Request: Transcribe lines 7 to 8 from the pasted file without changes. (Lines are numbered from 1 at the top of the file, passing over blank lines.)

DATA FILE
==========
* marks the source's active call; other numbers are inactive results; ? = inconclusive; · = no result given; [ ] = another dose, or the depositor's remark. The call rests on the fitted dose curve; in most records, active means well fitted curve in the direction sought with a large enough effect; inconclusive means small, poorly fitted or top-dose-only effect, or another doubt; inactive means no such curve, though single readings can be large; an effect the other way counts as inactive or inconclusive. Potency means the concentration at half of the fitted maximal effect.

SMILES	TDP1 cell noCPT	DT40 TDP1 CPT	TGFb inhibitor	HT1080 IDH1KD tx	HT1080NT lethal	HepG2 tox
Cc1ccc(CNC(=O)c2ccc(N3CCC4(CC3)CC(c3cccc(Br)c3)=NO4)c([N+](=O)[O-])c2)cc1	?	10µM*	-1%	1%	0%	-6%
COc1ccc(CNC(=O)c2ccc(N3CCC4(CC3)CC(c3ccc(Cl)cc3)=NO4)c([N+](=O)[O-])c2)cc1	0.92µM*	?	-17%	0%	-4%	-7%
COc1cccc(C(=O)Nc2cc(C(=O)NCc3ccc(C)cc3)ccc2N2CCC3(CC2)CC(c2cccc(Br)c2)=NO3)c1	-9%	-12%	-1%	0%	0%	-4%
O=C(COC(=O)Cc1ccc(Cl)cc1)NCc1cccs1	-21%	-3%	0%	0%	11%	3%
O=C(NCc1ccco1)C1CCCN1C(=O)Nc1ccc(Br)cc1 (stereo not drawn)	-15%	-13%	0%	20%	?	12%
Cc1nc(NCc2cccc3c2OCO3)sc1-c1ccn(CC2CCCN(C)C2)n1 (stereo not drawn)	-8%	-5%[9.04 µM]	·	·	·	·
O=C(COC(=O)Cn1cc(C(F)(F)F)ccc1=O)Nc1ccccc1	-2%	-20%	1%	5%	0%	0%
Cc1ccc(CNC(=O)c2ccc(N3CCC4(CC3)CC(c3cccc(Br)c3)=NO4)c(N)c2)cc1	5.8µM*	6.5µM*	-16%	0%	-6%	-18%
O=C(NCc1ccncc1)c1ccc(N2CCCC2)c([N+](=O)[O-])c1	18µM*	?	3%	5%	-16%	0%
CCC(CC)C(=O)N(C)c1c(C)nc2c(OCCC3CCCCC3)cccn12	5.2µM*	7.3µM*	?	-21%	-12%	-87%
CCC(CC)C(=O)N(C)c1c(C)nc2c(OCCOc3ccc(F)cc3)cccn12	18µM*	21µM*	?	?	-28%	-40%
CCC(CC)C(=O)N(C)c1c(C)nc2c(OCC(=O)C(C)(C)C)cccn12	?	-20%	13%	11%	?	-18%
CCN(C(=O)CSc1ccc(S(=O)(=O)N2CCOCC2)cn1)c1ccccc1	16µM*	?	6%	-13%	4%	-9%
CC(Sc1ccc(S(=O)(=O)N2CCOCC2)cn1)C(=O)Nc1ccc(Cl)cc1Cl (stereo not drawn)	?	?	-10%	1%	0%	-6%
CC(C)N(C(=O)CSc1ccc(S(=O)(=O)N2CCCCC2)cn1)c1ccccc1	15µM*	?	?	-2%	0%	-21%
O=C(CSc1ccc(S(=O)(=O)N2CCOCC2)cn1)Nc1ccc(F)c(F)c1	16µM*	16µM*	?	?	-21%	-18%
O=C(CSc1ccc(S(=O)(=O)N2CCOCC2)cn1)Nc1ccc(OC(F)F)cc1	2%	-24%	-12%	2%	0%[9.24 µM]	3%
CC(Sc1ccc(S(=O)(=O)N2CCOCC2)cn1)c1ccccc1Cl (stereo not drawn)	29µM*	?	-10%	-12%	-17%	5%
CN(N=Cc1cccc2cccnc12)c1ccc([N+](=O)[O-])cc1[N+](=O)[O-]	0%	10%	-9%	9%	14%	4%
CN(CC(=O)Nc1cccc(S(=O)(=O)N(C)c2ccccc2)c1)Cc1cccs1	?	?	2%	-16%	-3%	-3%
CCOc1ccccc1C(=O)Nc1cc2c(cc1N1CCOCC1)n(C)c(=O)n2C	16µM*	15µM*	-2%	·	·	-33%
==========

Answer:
O=C(NCc1ccco1)C1CCCN1C(=O)Nc1ccc(Br)cc1 (stereo not drawn)	-15%	-13%	0%	20%	?	12%
Cc1nc(NCc2cccc3c2OCO3)sc1-c1ccn(CC2CCCN(C)C2)n1 (stereo not drawn)	-8%	-5%[9.04 µM]	·	·	·	·